There may soon be new methods to streamline how food is provided to the needy throughout Toledo.
Officials of the ProMedica health-care organization and representatives from its community partners — Food for Thought, Cherry Street Mission, the Seagate Food Bank, and The Andersons — are considering ways to stretch their resources in the community and eliminate food waste after observing the efforts taken by Forgotten Harvest, a food rescue organization in Detroit.
Forgotten Harvest, a nonprofit program that serves Wayne, Oakland, and Macomb counties in Michigan, works to alleviate food waste and hunger.
During the 2011-2012 fiscal year, the organization was the largest food rescue program in the United States, saving 42 million pounds of food and deliveringit free to emergency food providers, including soup kitchens and churches.
"ProMedica has been working on hunger issues [in Toledo] because we are looking at hunger as a health issue and the implications of that," said Stephanie Cihon, the corporate director of community relations at ProMedica. "We had heard about Forgotten Harvest and wanted to see if some of the practices that they use we could utilize here."
ProMedica and its partners traveled to Forgotten Harvest facilities June 18.
Debbie Vas, executive director of the Toledo Seagate Food Bank, said she was interested in observing another food rescue facility to see how the food bank's methods might enhance its own programs. The organization frequently resorts to storage in its 80,000 square feet of warehouse space.
"They go from Point A to Point C without having to store," Ms. Vas said of Forgotten Harvest.
While in Detroit, ProMedica officials and their community partners toured the warehouse and distribution area. They inspected the food preparation facilities — where food is brought and broken down into 1-pound meals before being moved to a freezer area in small labeled packages — and saw the parts of the warehouse that handle fresh vegetables.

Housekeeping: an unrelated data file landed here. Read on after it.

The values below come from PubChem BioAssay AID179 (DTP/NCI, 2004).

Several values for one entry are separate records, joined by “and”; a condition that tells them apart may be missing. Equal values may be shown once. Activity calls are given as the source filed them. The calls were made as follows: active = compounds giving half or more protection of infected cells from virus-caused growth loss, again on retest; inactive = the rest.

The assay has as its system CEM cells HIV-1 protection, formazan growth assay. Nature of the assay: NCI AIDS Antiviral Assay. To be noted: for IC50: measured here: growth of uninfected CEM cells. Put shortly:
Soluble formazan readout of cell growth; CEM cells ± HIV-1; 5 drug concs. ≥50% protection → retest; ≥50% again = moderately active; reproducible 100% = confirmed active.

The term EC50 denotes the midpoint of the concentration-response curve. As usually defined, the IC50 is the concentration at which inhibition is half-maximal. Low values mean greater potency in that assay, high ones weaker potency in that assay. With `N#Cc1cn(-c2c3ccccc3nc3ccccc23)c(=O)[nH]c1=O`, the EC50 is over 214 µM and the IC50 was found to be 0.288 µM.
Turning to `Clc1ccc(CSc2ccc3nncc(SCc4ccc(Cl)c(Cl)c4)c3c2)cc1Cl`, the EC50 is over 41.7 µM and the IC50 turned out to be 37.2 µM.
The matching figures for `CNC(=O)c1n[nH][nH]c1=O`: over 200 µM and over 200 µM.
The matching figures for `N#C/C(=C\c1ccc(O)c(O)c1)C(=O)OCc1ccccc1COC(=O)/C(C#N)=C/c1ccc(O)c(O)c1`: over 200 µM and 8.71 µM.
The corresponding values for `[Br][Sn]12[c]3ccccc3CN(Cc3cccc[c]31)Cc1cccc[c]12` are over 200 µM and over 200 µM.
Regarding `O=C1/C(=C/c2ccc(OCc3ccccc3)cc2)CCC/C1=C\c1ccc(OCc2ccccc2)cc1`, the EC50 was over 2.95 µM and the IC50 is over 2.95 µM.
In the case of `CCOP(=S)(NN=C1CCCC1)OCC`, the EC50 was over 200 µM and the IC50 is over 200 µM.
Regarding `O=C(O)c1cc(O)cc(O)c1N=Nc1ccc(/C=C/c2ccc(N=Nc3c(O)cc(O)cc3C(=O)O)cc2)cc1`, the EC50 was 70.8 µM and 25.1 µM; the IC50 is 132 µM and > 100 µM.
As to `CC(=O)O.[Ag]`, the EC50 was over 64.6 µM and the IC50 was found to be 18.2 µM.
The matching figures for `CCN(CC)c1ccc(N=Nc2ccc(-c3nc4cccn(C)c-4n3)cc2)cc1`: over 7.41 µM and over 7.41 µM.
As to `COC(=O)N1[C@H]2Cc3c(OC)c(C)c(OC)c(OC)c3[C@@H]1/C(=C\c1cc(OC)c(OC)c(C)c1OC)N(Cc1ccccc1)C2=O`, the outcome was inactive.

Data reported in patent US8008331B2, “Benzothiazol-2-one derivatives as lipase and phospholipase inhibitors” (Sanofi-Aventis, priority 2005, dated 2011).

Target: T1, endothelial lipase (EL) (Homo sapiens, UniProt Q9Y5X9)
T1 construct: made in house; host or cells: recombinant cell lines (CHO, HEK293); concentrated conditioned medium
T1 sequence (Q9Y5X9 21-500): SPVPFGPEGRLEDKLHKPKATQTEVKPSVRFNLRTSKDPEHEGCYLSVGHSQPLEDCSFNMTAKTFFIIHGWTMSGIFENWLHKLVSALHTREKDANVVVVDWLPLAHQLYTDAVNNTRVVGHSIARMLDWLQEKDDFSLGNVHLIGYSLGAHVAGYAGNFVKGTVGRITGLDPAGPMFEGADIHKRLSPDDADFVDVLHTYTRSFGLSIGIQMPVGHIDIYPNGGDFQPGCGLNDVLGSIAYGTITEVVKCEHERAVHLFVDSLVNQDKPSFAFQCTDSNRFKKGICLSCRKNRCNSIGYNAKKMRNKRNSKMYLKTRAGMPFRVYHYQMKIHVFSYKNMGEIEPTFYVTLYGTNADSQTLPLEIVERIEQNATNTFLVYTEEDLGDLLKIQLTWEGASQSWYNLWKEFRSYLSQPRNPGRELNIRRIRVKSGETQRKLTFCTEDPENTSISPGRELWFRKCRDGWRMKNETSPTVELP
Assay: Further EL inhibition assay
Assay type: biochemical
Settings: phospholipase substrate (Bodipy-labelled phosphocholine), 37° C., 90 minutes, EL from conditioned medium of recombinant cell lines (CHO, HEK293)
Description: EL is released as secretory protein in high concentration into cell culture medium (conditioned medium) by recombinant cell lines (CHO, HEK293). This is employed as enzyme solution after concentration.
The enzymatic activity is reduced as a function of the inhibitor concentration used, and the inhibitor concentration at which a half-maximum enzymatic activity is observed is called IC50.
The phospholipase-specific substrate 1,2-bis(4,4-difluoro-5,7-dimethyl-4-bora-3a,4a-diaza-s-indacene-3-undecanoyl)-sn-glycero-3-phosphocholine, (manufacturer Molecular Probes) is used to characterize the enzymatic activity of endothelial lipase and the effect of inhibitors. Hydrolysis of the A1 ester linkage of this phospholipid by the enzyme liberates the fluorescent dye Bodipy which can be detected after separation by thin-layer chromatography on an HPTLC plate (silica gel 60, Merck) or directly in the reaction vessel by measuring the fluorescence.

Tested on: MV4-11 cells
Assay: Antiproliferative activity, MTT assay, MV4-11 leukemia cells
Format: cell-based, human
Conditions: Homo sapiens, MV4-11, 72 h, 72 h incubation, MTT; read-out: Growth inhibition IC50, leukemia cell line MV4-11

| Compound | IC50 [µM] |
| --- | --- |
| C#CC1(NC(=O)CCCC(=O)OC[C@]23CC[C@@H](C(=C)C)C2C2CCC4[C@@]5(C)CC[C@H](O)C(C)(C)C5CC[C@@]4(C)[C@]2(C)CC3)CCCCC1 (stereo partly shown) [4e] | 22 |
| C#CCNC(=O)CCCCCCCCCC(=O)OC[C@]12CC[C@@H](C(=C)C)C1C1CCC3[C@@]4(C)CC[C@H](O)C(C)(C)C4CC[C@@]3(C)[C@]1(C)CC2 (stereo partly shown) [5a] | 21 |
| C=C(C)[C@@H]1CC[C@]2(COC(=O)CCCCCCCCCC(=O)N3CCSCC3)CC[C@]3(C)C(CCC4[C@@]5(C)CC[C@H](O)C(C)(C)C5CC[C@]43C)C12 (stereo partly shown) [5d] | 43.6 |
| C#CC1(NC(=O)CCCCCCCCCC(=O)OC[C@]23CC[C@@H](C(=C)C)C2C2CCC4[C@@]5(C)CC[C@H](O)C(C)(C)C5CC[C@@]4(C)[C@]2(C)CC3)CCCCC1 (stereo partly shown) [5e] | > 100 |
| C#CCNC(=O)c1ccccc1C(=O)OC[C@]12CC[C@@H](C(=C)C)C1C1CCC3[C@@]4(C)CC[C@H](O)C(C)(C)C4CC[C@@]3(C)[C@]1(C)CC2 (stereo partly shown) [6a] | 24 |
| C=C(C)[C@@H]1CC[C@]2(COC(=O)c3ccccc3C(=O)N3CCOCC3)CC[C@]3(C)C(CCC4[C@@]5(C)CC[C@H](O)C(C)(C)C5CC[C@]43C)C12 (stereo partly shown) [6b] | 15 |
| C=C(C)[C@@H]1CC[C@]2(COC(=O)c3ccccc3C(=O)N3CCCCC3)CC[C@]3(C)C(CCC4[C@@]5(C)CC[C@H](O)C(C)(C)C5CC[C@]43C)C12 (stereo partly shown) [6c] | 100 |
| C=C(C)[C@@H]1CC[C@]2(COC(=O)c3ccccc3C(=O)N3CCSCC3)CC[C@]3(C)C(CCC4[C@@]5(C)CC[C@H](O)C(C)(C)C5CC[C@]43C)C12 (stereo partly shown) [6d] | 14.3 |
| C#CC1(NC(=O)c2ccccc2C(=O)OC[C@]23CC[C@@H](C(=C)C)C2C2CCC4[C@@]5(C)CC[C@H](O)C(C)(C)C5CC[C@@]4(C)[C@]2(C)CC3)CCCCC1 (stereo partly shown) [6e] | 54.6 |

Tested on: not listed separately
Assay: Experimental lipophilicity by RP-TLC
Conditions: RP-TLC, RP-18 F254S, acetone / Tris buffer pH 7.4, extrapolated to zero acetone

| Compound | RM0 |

"We were overwhelmed by the scale of their operations and their entire infrastructure," Ms. Cihon said.
Ms. Vas said she was particularly impressed with Forgotten Harvest's delivery system and the organization's ability to pick up food and deliver it directly to food providers without going to an intermediary food storage location.
Ms. Cihon said no time line has been set for when components of Forgotten Harvest's program might be implemented in Toledo. She said there might eventually be a possibility of expanding into northwest Ohio, but there are no plans as of yet.
Those who traveled to Detroit are to reconvene in the near future, she said, to discuss what they saw and think about which parts of the program might be easily replicated in Toledo.
John Owens, a spokesman for Forgotten Harvest, said, "I was very impressed with the fact that the medical group is looking at attempting to get to the source of health issues, and that's nourishment." He said ProMedica and its team seem to be on the right path in terms of goals, but that they should understand change takes time.
According to a 2010-11 annual report from the organization, 96 billion pounds of food is wasted every year in the United States.
For their part, ProMedica and its partners hope the general public will understand change is possible if extra consideration is taken by food providers.
"I would like there to be more awareness to the public that there is waste and that waste doesn't have to be," Ms. Vas said. "It can actually help people and it can be handled with integrity according to sanitary regulations and can be given to the community at no cost."
Contact Madeline Buxton at: firstname.lastname@example.org or 419-724-6368.
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